Léon Krier
Preface by Robert A. M. Stern
The Monacelli Press, New York, 2013, English
Nonfiction, Architecture
7.3 x 9.5 inches, hardcover, 272 pages
ISBN: 9781580933544
Suggested Retail Price: $75.00

From the Publisher. Architect Léon Krier asks, “Can a war criminal be a great artist?” Speer, Adolf Hitler’s architect of choice, happens to be responsible for one of the boldest architectural and urban oeuvres of modern times.

First published in 1985 to an acute and critical reception, Albert Speer: Architecture 1932-1942 is a lucid, wide-ranging study of an important neoclassical architect. Yet is is simultaneously much more: a philosophical rumination on art and politics, good and evil. With aid from a new introduction by influential American architect Robert A. M. Stern, Krier candidly confronts the great difficulty of disentangling the architecture and urbanism of Albert Speer from its political intentions.

Krier bases his study on interviews with Speer just before his death. The projects presented center on his plan for Berlin, an unprecedented modernization of the city intended to be the capital of Europe.

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Witold Rybczynski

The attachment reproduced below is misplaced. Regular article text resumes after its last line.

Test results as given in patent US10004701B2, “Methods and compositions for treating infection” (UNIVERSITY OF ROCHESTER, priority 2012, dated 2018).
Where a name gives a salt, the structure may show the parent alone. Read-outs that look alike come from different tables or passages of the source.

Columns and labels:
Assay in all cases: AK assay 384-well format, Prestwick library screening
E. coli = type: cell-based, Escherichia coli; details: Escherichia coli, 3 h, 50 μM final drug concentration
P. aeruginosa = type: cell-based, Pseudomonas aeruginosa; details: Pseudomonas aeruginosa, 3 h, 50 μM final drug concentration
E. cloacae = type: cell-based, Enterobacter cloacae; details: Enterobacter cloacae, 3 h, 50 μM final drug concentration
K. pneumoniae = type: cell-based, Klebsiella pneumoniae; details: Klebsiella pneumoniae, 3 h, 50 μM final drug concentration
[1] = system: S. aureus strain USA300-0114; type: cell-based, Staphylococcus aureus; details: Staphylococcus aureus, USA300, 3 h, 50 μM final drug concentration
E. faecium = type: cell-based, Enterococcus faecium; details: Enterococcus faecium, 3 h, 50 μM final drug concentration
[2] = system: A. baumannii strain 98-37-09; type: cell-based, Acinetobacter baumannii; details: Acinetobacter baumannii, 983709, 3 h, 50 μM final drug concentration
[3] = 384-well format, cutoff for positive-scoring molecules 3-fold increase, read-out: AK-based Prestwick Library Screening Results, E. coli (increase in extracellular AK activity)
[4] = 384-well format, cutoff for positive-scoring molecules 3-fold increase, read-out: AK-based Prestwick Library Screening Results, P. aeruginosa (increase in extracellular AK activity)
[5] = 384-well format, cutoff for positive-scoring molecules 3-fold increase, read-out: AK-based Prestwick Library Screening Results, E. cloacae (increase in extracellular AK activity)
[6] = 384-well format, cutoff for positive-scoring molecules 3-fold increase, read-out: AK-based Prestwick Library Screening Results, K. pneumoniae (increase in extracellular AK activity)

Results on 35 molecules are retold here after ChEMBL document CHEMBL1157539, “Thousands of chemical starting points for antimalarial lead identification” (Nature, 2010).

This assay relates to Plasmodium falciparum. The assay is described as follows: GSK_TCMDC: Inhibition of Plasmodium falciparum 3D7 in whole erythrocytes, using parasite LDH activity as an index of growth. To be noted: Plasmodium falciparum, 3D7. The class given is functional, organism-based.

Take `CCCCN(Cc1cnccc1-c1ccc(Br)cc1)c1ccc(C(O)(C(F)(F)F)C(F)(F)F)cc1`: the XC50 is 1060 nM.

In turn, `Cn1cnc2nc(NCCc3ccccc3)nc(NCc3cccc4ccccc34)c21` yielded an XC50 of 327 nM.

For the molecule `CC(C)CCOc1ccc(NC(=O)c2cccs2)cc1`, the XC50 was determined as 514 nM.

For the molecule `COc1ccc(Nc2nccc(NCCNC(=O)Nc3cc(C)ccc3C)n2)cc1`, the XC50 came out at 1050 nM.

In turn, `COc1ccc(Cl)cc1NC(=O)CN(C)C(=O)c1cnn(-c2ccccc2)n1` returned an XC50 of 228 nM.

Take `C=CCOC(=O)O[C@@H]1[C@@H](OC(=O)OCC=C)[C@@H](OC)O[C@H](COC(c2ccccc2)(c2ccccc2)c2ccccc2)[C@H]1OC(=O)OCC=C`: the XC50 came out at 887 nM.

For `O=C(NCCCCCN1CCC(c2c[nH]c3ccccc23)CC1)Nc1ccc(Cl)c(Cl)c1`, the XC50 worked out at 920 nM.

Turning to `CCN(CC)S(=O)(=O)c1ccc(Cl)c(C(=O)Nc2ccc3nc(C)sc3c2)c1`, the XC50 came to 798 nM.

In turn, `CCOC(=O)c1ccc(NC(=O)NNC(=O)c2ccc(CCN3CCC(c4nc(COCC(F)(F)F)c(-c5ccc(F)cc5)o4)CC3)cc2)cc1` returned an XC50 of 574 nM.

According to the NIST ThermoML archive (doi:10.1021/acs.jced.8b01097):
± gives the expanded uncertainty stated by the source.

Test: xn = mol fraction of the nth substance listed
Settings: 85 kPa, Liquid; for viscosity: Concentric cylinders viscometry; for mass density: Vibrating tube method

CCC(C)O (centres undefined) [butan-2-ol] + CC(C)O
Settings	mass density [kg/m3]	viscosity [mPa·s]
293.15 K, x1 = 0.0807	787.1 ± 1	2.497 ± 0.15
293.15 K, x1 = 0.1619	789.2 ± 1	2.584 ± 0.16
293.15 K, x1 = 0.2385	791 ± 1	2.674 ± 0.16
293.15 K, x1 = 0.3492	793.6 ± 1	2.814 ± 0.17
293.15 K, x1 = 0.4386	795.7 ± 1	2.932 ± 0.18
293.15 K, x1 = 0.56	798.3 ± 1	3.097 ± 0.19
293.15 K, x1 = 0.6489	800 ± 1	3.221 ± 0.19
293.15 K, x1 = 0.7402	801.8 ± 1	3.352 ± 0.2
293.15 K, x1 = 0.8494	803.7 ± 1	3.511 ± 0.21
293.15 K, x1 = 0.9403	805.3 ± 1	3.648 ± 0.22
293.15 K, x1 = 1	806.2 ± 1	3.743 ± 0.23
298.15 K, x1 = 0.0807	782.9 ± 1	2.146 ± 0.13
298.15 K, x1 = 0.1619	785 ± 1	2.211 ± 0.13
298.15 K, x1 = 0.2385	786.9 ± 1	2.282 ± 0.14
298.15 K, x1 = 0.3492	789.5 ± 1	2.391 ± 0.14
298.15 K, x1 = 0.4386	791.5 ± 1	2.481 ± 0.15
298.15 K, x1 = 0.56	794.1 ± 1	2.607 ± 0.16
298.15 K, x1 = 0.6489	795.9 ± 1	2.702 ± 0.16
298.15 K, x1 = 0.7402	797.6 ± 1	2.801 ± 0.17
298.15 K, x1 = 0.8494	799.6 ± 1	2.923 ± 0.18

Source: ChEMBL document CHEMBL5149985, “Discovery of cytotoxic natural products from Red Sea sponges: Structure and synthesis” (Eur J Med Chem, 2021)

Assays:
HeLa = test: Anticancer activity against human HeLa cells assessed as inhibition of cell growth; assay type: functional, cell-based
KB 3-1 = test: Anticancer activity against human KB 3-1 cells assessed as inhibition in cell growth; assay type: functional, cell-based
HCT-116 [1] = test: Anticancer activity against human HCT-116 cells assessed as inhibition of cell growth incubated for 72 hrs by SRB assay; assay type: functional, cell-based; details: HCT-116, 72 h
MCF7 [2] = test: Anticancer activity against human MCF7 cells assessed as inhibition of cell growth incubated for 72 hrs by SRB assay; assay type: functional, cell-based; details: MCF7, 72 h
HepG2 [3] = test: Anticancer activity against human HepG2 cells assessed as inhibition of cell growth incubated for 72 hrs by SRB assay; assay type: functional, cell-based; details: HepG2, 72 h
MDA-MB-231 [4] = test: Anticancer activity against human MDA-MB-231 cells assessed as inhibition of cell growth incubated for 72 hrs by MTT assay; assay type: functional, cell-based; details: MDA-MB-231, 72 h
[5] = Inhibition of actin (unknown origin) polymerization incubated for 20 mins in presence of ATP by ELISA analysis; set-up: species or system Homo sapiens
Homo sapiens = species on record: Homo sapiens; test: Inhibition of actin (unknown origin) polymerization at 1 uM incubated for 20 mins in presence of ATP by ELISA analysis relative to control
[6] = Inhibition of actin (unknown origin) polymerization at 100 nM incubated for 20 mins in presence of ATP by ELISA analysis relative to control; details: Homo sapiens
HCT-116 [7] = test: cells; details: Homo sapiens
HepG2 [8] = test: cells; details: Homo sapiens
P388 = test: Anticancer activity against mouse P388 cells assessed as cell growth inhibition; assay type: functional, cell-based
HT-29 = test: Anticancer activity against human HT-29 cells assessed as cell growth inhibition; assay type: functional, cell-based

The design legacy of the Nazi regime is considerable. The Kraft durch Freude-Wagen (Strength through Joy Car), named by Hitler himself and better known as the Beetle, for example, became the favorite transport of the psychedelic generation in the 1960s, and its designer, Ferdinand Porsche, the darling of boy racers everywhere. The V-2 rocket—and its designer, Werner von Braun—was eagerly taken up by the American space program. But while Nazi cars and rockets are admired, not so Nazi architecture. Yet, as Léon Krier convincingly demonstrates in this lavishly illustrated book (originally published in 1985, but here with a new preface and an introduction by Robert A. M. Stern), there is much to admire. The New Chancellery of the Reich, for example, as well as the Zeppelinfield, stand comparison with the best work of Edwin Lutyens and Paul Philippe Cret. Speer’s intended makeover of central Berlin recalls L’Enfant. “Can a war criminal be a great artist?” asks Krier. Evidently, yes.

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